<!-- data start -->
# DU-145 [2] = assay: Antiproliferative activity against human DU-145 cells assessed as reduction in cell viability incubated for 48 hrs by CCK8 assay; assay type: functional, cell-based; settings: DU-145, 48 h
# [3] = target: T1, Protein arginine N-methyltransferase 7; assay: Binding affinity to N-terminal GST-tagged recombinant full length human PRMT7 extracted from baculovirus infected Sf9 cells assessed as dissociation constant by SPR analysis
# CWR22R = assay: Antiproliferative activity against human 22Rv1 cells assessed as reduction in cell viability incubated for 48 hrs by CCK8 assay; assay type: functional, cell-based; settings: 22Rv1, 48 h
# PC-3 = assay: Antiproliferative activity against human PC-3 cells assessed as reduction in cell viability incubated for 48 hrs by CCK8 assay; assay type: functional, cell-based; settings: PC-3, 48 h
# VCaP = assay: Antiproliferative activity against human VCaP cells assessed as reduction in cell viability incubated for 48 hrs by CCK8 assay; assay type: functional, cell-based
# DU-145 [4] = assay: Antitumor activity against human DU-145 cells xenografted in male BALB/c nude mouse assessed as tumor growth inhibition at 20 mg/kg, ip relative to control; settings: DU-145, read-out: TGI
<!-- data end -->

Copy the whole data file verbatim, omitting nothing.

# DU-145 [2] = assay: Antiproliferative activity against human DU-145 cells assessed as reduction in cell viability incubated for 48 hrs by CCK8 assay; assay type: functional, cell-based; settings: DU-145, 48 h
# [3] = target: T1, Protein arginine N-methyltransferase 7; assay: Binding affinity to N-terminal GST-tagged recombinant full length human PRMT7 extracted from baculovirus infected Sf9 cells assessed as dissociation constant by SPR analysis
# CWR22R = assay: Antiproliferative activity against human 22Rv1 cells assessed as reduction in cell viability incubated for 48 hrs by CCK8 assay; assay type: functional, cell-based; settings: 22Rv1, 48 h
# PC-3 = assay: Antiproliferative activity against human PC-3 cells assessed as reduction in cell viability incubated for 48 hrs by CCK8 assay; assay type: functional, cell-based; settings: PC-3, 48 h
# VCaP = assay: Antiproliferative activity against human VCaP cells assessed as reduction in cell viability incubated for 48 hrs by CCK8 assay; assay type: functional, cell-based
# DU-145 [4] = assay: Antitumor activity against human DU-145 cells xenografted in male BALB/c nude mouse assessed as tumor growth inhibition at 20 mg/kg, ip relative to control; settings: DU-145, read-out: TGI